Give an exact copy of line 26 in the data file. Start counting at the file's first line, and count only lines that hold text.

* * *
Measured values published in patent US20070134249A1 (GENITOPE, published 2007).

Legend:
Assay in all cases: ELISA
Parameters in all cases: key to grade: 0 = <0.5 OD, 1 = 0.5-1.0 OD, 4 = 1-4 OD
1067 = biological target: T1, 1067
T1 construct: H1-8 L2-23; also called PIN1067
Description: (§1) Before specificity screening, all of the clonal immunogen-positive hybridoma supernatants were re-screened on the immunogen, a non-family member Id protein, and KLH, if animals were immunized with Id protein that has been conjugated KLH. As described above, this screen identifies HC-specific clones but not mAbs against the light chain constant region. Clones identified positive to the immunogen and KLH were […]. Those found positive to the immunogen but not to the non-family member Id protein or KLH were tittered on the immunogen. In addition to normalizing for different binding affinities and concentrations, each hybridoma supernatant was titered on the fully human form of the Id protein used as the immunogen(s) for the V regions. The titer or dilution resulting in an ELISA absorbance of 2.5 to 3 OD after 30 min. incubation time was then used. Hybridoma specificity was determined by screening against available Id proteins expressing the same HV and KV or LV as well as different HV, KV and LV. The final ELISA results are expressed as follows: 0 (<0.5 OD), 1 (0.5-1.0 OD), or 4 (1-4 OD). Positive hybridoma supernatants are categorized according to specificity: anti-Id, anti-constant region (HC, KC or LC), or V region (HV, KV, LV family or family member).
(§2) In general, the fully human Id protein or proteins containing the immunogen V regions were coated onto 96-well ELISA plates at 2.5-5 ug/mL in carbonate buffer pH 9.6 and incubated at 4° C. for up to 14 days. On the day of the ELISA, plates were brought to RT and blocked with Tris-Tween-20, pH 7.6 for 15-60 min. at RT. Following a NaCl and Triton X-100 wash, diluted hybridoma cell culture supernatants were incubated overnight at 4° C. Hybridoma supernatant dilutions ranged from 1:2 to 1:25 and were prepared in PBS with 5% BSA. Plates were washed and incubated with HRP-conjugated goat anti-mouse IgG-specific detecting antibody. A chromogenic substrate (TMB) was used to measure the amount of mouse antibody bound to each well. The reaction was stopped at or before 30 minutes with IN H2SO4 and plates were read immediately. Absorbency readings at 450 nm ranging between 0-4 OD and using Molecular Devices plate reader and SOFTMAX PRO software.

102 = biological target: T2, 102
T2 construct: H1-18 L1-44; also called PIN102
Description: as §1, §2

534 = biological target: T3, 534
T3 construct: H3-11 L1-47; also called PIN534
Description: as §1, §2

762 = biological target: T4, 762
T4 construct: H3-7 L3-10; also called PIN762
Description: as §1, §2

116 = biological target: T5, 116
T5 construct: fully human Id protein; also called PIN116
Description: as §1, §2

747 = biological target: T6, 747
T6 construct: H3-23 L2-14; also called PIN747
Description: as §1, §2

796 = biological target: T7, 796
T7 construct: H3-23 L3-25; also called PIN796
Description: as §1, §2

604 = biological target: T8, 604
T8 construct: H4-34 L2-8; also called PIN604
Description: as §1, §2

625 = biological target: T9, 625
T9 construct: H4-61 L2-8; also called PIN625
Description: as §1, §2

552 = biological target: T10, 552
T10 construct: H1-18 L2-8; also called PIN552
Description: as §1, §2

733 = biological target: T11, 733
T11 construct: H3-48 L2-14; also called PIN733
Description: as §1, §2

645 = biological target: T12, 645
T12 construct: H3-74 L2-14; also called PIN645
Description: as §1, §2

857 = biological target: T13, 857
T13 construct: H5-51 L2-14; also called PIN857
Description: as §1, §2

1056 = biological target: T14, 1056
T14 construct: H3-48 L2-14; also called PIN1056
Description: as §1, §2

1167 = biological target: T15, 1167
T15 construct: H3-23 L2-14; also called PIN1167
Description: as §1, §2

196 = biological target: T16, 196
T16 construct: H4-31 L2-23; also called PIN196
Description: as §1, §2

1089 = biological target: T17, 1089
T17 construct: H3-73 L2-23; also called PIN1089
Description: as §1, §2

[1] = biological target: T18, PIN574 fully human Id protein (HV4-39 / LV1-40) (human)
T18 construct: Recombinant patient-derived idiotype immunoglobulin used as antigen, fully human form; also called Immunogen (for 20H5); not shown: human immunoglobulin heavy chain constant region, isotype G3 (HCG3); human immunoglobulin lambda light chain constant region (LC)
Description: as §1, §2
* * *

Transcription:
Description: as §1, §2